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What is herd immunity?

“UK has retracted under criticism after suggesting it would allow COVID-19 to pass through the population,so that herd community could be achieved. What is this concept, why was the strategy questionable?”

Last week, the UK’s Government Chief Scientific Adviser Sir Patrick Vallance hinted at a strategy that would
allow the novel coronavirus to infect 60% of the country’s population so that a degree of “herd immunity” could be
Following widespread criticism, and with Imperial College London projecting a dire scenario if the pandemic
remains uncontrolled, the UK has now retracted — and is looking at self-isolation for the elderly.
What does herd immunity mean?
Herd immunity refers to preventing an infectious disease from spreading by immunising a certain percentage
of the population. While the concept is most commonly used in the context of vaccination, herd community can also be achieved after enough people have become immune after being infected.

The premise is that if a certain percentage of the population is immune, members of that group can no longer
infect another person. This breaks the chain of infection through the community (“herd”), and prevents it from reaching those who are the most vulnerable.

However, the discussion on herd immunity to fight COVID-19 in the UK has not been based on this conventional definition. The UK government had wanted the entire population to be exposed to the novel coronavirus infection,
so that the majority could develop immunity to COVID-19.

How does herd immunity work?

The scientific principle is that the presence of a large number of immune persons in the community, who will
interrupt the transmission, provides indirect protection to those who are not immune.

To estimate the extent of spread and immunity,epidemiologists  use a measure called the ‘basic reproductive number’ (R0). This indicates how many persons will be infected when exposed to an single case; an R0 of more than 1 indicates one person can spread the infection to multiple persons.

Scientific evidence shows that a person with measles can infect around 12-18 persons; and a person with influenza can infect around 1.2-4.5 persons, depending on the season. On the basis of the available evidence from China, and
according to various experts, R0 COVID-19 ranges between 2 and 3.

There are three ways in which an infection can spread in a community. The first scenario looks at a community
that is not immunised. When two infectious cases, both with an R0 value of 1, are introduced, there is a possibility of the entire community being infected, with a few exceptions.

In the second scenario, there may be some persons who have been immunised; and only these immunised persons will not be infected when at least two infectious cases are introduced in the community.

The third scenario is when the majority of the community is immunised. So, when two infectious cases are
introduced, the spread can take place only in exceptional cases, like in the elderly or other vulnerable persons. Even in such a situation, the immunised persons protect the non-immunised by acting as a barrier — which is herd immunity.

When do we know that a population has achieved herd immunity?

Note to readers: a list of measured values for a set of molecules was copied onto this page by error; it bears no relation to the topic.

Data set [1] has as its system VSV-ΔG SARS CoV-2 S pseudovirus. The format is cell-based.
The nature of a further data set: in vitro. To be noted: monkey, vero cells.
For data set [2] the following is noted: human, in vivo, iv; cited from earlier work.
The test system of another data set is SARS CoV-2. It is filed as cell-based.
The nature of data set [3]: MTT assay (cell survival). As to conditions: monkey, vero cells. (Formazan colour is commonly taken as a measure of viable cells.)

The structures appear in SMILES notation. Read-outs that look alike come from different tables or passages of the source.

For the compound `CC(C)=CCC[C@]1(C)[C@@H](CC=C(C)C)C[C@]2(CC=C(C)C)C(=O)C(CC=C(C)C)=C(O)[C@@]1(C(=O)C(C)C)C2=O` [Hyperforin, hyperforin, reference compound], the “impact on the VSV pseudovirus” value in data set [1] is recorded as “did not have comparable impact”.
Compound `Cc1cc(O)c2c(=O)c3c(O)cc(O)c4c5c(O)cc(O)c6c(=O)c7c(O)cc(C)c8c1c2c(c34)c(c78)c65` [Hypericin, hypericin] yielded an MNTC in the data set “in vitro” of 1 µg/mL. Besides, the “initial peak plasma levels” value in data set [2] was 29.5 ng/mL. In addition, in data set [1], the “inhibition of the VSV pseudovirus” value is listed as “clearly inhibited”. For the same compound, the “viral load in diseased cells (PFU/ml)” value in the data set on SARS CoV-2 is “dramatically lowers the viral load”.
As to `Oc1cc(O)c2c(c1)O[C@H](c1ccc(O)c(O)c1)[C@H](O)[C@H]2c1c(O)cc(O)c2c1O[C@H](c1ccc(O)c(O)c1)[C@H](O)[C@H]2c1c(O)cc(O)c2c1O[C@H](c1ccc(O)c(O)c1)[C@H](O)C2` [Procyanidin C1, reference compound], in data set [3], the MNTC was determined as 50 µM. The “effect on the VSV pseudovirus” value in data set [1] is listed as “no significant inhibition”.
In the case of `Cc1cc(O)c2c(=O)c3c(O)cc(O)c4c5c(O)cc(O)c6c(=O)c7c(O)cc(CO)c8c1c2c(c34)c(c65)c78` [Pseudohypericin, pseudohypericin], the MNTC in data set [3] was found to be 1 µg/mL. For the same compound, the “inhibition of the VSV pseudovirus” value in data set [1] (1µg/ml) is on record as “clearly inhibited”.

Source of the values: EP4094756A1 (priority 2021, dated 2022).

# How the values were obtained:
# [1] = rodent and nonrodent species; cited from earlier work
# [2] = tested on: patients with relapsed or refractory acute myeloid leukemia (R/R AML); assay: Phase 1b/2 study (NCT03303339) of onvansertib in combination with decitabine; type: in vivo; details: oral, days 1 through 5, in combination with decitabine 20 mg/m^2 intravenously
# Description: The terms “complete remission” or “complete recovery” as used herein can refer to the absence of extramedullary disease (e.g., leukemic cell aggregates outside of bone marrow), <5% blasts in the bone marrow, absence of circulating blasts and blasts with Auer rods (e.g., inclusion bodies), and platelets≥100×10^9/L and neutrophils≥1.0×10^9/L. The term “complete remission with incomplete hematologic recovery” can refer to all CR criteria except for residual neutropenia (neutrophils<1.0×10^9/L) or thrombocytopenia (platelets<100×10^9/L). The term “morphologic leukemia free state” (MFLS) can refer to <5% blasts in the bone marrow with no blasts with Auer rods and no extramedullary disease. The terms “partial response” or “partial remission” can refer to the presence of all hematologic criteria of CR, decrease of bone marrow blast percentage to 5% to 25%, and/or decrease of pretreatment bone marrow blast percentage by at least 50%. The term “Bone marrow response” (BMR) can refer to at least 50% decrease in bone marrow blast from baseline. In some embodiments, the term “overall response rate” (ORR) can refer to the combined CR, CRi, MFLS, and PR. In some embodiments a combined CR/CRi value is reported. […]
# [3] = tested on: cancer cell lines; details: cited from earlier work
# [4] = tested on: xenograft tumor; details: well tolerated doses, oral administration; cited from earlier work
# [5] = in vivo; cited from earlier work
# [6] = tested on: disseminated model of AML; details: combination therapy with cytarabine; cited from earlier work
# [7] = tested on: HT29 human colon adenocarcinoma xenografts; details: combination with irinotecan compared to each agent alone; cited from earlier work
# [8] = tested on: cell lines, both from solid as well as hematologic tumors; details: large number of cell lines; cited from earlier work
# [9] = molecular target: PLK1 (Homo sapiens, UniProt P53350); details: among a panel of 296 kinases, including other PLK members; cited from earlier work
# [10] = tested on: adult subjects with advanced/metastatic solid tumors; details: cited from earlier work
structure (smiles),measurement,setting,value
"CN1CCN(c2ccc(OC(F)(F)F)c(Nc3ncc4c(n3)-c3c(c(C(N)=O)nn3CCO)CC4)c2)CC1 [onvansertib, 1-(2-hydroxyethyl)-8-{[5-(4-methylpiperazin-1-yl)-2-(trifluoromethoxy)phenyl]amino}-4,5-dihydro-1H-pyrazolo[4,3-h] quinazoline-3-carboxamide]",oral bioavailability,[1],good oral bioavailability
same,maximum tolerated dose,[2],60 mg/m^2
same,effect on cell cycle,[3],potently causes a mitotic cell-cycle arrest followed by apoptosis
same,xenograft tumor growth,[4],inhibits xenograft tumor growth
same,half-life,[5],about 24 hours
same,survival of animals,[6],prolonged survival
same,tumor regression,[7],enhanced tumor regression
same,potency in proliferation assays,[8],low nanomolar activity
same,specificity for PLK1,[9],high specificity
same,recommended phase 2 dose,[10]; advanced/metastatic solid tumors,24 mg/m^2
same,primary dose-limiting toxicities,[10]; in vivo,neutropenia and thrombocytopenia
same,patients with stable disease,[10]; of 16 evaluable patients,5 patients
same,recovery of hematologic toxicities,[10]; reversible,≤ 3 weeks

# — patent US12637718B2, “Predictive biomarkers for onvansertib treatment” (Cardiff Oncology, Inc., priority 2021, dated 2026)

It depends on multiple factors: how effective the vaccine for a given disease is, how long-lasting immunity is
from both vaccination and infection, and which populations form critical links in transmission of the disease. Mathematically, it is defined on the basis of a number called “herd immunity threshold”, which is the number of immune individuals above which a disease may no longer circulate. The higher the R0, the higher the percentage of the population that has to be immunised to achieve herd immunity.
Polio has a threshold of 80% to 85%, while measles has 95%. With the current data for COVID-19, experts have
estimated a threshold of over 60%. That means more than 60% of the population needs to develop immunity to reach the stage of herd immunity.

Why is herd immunity as a strategy against COVID-19 questionable?

It is very risky to seek herd immunity by allowing a large proportion of the population to get infected. Such a
strategy at this stage, experts have underlined, would be based on many unknowns and variables.
To begin with, much about the behaviour of the pathogen is still unclear. There isn’t enough statistically significant data to estimate conclusively how many persons can get the virus from a single infected person.

Second, it can take months, or even longer, to build group immunity to COVID-19. During that time, the need
is to protect people who are at greater risk; the numbers so far indicate that people above 55, especially those with comorbidities like cardiovascular disease and hypertension, are the most vulnerable.

Third, while herd immunity may come about from a pandemic because the people who survive may develop immunity — they also may not — it is important to note that for COVID-19, we still don’t know whether one can become immune to the virus. Nor is it clear whether a person who develops immunity will remain permanently immune.

The UK’s original strategy to achieve herd immunity would put a huge burden on the healthcare system. Allowing the virus to pass through the population means a surge of patients, putting pressure on existing ICU and emergency
beds. The UK was looking at 60% of the population getting infected, which could have happened rapidly. Epidemiologists stress “flattening the curve” — slowing the spread of an infection over a large population — and this cannot be achieved by allowing the virus to pass through the entire population.

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